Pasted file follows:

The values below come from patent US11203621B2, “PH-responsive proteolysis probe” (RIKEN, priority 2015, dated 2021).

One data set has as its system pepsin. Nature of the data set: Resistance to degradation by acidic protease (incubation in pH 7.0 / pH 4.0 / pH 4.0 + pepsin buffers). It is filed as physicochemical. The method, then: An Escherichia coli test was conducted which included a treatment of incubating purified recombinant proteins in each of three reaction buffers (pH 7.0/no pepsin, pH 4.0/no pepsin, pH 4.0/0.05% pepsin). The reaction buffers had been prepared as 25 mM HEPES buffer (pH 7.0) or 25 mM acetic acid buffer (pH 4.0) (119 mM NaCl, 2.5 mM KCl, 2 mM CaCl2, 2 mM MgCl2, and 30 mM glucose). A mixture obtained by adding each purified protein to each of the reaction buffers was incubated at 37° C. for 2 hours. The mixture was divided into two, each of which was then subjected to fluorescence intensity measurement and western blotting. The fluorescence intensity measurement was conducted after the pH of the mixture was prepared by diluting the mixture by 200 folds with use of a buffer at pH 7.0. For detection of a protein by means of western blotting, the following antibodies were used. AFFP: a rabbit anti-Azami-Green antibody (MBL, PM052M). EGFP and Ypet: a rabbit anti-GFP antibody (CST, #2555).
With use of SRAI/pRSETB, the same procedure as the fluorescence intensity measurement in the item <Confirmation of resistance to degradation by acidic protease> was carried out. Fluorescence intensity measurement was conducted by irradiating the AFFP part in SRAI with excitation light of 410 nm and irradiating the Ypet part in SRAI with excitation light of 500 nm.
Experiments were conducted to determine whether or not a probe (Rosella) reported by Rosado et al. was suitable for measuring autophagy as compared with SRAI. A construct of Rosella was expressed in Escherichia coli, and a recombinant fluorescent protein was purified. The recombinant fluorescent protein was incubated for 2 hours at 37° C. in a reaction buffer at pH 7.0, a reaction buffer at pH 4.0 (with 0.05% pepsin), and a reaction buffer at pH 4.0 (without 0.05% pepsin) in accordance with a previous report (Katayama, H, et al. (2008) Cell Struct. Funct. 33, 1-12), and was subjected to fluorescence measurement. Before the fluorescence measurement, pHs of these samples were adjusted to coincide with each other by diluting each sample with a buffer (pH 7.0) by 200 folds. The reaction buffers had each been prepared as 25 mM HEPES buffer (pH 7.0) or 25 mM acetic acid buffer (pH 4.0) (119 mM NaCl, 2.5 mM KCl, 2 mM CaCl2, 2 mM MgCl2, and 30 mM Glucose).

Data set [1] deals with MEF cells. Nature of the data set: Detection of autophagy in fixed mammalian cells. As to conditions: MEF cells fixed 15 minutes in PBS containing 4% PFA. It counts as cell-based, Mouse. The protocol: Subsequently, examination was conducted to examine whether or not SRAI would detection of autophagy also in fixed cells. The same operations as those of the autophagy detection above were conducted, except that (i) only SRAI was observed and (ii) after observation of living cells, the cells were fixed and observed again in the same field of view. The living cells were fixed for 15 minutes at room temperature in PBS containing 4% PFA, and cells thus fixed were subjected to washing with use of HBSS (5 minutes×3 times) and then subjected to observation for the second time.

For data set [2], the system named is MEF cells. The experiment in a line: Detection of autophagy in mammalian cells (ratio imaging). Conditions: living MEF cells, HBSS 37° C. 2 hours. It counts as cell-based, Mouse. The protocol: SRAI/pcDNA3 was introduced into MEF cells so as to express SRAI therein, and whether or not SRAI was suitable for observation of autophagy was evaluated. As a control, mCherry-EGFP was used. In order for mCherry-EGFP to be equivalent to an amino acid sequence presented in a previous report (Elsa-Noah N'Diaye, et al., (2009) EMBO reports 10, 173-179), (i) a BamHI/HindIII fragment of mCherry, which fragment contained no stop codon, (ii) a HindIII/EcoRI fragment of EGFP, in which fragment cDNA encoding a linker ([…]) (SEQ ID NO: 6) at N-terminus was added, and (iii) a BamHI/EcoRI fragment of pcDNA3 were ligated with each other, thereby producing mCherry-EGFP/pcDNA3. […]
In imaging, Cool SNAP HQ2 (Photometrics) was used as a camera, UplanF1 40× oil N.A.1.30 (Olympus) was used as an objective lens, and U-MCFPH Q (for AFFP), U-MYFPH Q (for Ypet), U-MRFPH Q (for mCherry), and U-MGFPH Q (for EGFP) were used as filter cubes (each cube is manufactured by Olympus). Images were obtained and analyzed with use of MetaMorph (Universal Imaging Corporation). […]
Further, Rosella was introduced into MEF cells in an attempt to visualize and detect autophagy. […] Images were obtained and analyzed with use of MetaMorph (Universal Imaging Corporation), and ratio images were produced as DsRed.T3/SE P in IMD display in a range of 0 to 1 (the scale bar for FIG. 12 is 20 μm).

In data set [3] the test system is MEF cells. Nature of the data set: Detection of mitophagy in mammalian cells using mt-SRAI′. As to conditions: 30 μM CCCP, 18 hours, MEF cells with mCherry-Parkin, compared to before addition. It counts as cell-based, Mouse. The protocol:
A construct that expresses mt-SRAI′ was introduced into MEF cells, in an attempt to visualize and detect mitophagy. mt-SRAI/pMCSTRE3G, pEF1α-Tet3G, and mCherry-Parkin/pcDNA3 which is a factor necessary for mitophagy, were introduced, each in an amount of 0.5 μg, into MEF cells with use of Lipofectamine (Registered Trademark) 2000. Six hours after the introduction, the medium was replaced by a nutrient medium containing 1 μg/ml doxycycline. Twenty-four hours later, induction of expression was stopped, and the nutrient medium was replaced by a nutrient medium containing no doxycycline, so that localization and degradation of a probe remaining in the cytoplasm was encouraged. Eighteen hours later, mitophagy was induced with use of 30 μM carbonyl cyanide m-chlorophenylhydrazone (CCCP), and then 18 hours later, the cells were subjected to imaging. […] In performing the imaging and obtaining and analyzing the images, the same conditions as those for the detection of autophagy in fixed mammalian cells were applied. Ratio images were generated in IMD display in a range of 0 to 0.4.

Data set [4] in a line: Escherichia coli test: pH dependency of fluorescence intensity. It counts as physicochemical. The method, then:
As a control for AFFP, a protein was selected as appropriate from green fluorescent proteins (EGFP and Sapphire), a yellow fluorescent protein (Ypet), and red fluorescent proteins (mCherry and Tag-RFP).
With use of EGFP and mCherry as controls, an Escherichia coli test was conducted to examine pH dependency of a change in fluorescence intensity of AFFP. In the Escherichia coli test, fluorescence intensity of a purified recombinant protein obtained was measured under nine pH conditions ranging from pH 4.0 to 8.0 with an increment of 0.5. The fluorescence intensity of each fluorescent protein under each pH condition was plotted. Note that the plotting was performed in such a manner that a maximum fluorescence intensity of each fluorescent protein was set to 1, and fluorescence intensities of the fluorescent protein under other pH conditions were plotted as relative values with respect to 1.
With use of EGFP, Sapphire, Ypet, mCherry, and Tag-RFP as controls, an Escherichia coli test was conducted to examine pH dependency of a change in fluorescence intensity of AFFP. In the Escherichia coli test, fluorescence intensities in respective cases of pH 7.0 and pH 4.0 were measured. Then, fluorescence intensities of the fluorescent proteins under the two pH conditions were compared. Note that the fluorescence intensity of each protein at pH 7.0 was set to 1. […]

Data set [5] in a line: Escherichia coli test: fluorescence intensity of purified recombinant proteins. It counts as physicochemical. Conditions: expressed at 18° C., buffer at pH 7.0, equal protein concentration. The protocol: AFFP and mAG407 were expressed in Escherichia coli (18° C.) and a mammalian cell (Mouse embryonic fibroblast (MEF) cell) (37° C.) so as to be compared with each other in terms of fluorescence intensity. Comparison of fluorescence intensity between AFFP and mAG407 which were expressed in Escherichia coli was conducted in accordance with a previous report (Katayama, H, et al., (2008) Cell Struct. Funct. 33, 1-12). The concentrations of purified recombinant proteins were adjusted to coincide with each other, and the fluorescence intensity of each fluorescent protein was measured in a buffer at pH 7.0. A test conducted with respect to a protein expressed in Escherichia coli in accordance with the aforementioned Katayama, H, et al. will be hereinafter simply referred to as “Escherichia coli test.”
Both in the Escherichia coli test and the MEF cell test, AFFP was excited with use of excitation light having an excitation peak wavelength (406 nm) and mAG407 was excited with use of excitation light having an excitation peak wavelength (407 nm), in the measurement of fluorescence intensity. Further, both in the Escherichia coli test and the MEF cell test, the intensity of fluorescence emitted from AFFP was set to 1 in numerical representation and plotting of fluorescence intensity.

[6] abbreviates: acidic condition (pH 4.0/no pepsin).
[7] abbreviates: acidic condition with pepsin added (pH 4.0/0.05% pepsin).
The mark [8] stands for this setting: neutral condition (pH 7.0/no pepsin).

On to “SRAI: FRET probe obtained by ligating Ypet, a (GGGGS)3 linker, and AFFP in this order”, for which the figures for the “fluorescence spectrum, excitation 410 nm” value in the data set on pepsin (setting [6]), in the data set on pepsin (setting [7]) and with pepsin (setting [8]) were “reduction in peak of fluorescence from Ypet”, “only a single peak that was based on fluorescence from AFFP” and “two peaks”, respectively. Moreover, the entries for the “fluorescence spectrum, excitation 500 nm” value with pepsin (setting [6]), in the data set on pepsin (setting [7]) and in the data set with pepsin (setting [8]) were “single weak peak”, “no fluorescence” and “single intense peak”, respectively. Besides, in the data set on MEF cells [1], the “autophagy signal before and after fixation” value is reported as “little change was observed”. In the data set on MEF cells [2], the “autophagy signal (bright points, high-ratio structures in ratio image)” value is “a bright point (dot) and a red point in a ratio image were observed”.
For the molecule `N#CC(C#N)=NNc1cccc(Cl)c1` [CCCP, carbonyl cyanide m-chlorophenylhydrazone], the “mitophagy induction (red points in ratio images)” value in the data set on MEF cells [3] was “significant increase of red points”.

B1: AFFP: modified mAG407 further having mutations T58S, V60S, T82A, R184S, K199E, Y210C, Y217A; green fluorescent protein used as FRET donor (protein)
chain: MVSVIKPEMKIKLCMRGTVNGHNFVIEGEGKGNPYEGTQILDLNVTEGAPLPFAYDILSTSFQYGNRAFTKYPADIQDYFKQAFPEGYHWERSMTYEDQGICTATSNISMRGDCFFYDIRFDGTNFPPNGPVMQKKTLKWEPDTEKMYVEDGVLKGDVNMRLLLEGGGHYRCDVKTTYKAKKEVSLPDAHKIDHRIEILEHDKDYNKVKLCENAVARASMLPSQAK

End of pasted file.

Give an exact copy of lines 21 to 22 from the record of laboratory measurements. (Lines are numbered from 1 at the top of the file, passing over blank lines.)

For the molecule `N#CC(C#N)=NNc1cccc(Cl)c1` [CCCP, carbonyl cyanide m-chlorophenylhydrazone], the “mitophagy induction (red points in ratio images)” value in the data set on MEF cells [3] was “significant increase of red points”.

B1: AFFP: modified mAG407 further having mutations T58S, V60S, T82A, R184S, K199E, Y210C, Y217A; green fluorescent protein used as FRET donor (protein)